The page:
Since 1989, I’ve owned and operated a hair styling salon called Designs by Linda.  The name fits both the hairstyling and my art studio, I think.  I’m in the salon three and a half days a week from eight in the morning until the end of the day.  On days I am not working, I’m getting caught up ordering supplies, doing bookkeeping and running errands.  Because of that schedule, my plein air painting time is so much more valuable and a treasure to me whenever I am able to do it.
Wall Flowers Collage

For me, when I am outdoors, I am one with God and nature…I am His creation and in His world.  If I have succeeded in making a beautiful painting, it is due to His hand who has guided me with every stroke of the brush.    I like to think of my paintings as little windows to my soul that reflect my love of nature which is as vast as the deep blue sea.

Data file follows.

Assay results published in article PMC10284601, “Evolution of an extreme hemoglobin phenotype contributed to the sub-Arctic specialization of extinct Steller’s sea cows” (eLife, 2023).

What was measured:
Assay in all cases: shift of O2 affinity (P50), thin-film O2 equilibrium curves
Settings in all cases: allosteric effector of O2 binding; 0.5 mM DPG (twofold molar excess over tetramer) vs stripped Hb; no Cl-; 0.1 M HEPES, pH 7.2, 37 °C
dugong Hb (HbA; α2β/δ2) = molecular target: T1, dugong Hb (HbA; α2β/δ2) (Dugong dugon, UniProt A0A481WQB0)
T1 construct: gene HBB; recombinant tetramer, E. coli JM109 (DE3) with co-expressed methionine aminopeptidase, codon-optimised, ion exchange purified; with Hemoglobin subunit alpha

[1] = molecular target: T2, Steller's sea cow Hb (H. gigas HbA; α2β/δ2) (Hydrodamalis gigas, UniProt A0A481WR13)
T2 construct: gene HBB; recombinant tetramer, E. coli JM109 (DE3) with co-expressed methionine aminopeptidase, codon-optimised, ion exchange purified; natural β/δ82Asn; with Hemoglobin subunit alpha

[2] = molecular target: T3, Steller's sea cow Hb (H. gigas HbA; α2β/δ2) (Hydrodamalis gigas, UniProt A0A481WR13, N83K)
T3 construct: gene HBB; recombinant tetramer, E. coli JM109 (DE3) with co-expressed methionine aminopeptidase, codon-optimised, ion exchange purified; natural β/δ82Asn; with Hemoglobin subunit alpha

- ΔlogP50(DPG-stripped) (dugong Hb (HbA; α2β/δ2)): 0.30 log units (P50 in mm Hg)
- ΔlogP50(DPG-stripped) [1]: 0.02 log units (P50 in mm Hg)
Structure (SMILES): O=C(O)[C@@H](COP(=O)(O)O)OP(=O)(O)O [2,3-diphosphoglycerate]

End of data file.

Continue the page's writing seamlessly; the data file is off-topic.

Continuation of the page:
Waves at Sand Beach
Linda Young
I was awarded Signature membership status with the Pennsylvania Watercolor Society and Baltimore Watercolor Society.  I am a member of the Susquehanna Valley Plein Air Painters, Daily Painters of Pennsylvania Harrisburg Art Association and the Art Center School and Galleries and currently serve on the board of directors for the Carlisle Arts Learning Center.

You can see more of my art in different styles on my website at http://www.lindayoungwatercolors.com


Claire Beadon Carnell said...

I really enjoyed reading this, Linda. Your passion for your work and your life is quite evident!

Linda Young said...

Thank you Claire; I'm looking forward to getting out again whenever I've got the time.